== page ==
There’s something about girl-bands. No, not your scary modern shiny-legged, big haired pop behemoths a-la Girls Aloud or Sugababes but rather the ones that can not only make you float away in a puddle of your own drool but the ones that posses voices that spread goose bumps and have that quaint snappy sass, the dreamy retro girl band of yore that exist in stylish monochrome.
Since the days of wiggy old man Spector and Berry Gordy’s school of pop fascism manys a would-be svengali has tried to grow the perfect Petri-dish girl band and if ever there was a man to hit on the right formula it should be the duke of twee Belle and Sebastian’s Stuart Murdoch.
Unfortunately rather than conjuring up a delicate trip full of whimsy and witty tales of urban decay and moral dismay as he usually does so deftly, Murdoch has instead created a monster – a cheesy, ludicrous inexplicable bit of useless faff. This imaginary musical soundtrack is a parping, tooting, whooping, embarrassing farce so cringe-inducing and contrived that it could easily be mistaken as a terrible Andrew Lloyd Webber vehicle.
This comes as a surprise given Murdoch’s obvious talent at creating beautiful well-crafted songs containing their own freeze-frame filmic moments, like Saint Etienne, Belle and Sebastian songs were almost like lost soundtracks to classic New Wave films and sharp sixties novellas.
Nothing is that radically different musically, it’s filled with lush arrangements, rinky-dink pianos and sweet jangling guitars. The themes are the usual fey fare of girlish innocence coupled with confusing desire all wrapped in the recurring sullen Sunday evening dullness, familiar Belle and Sebastian stomping ground.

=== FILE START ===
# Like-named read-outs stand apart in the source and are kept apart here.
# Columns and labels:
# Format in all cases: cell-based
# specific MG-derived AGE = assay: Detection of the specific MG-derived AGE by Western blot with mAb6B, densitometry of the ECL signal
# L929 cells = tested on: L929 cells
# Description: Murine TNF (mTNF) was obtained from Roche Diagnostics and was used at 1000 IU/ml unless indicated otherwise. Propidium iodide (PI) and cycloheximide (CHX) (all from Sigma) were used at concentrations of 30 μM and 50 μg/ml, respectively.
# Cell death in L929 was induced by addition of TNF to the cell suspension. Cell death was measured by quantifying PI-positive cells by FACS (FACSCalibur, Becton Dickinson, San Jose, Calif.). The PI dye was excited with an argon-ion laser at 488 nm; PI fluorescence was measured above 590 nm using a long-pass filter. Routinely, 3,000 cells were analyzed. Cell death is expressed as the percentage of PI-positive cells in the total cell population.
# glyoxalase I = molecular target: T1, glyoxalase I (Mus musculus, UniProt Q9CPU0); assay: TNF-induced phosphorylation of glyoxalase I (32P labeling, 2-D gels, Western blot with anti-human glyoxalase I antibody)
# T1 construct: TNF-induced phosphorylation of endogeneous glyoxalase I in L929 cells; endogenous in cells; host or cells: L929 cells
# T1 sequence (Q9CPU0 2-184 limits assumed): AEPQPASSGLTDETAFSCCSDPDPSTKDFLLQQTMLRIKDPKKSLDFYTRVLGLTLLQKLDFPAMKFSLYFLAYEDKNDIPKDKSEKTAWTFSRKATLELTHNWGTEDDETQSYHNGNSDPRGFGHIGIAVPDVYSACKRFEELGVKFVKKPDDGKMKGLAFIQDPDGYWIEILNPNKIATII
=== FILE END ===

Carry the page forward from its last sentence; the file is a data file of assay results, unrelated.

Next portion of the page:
The marked difference that turns a potentially likeable piece of nonsense into a nauseating cutesy affair is the vocal techniques. Fans of the endearing shy vocals and wonky pitches that normally populate Murdoch’s down-at-heel melodramas will be aghast at lead Catherine Ireton and internet competition winner Brittany Stallings’s voices. Both are so intensely dramatic and over-blown in a pronunciation perfect musical-theatre style that they may as well be swinging from a cardboard lamppost.
This lack of character renders the songs utterly unremarkable and charmless not even the addition of Murdoch’s own customary trill on duets such as -Hiding Neath My Umbrella” can save it. Nothing is sacred, even a rendition of the Belle and Sebastian number -Funny Little Frog’ is mutated into a fog-horn hollering affectation drenched audition tape. Murdoch may think he’s tripping the light fantastic but sadly with this effort he’s shuffling closer to the stage door.